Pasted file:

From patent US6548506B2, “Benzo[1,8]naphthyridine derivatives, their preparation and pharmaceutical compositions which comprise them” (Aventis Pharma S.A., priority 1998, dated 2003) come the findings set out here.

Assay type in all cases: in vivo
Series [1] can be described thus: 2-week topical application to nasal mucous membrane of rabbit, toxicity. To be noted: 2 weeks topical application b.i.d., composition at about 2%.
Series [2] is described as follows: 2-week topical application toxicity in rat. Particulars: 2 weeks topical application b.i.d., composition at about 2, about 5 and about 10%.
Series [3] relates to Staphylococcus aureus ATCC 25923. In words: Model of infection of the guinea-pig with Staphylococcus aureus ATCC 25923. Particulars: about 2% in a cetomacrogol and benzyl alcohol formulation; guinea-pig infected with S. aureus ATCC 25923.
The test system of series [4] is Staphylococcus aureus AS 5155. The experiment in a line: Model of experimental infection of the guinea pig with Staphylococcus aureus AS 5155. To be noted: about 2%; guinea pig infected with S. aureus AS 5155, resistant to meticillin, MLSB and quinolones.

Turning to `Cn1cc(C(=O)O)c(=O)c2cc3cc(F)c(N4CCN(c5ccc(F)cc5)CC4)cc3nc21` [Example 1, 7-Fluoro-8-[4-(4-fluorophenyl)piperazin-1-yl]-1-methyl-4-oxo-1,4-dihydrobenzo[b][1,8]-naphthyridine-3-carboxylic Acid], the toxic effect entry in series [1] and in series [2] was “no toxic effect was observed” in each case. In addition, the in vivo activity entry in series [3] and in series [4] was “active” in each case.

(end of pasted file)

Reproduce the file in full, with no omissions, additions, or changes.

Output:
From patent US6548506B2, “Benzo[1,8]naphthyridine derivatives, their preparation and pharmaceutical compositions which comprise them” (Aventis Pharma S.A., priority 1998, dated 2003) come the findings set out here.

Assay type in all cases: in vivo
Series [1] can be described thus: 2-week topical application to nasal mucous membrane of rabbit, toxicity. To be noted: 2 weeks topical application b.i.d., composition at about 2%.
Series [2] is described as follows: 2-week topical application toxicity in rat. Particulars: 2 weeks topical application b.i.d., composition at about 2, about 5 and about 10%.
Series [3] relates to Staphylococcus aureus ATCC 25923. In words: Model of infection of the guinea-pig with Staphylococcus aureus ATCC 25923. Particulars: about 2% in a cetomacrogol and benzyl alcohol formulation; guinea-pig infected with S. aureus ATCC 25923.
The test system of series [4] is Staphylococcus aureus AS 5155. The experiment in a line: Model of experimental infection of the guinea pig with Staphylococcus aureus AS 5155. To be noted: about 2%; guinea pig infected with S. aureus AS 5155, resistant to meticillin, MLSB and quinolones.

Turning to `Cn1cc(C(=O)O)c(=O)c2cc3cc(F)c(N4CCN(c5ccc(F)cc5)CC4)cc3nc21` [Example 1, 7-Fluoro-8-[4-(4-fluorophenyl)piperazin-1-yl]-1-methyl-4-oxo-1,4-dihydrobenzo[b][1,8]-naphthyridine-3-carboxylic Acid], the toxic effect entry in series [1] and in series [2] was “no toxic effect was observed” in each case. In addition, the in vivo activity entry in series [3] and in series [4] was “active” in each case.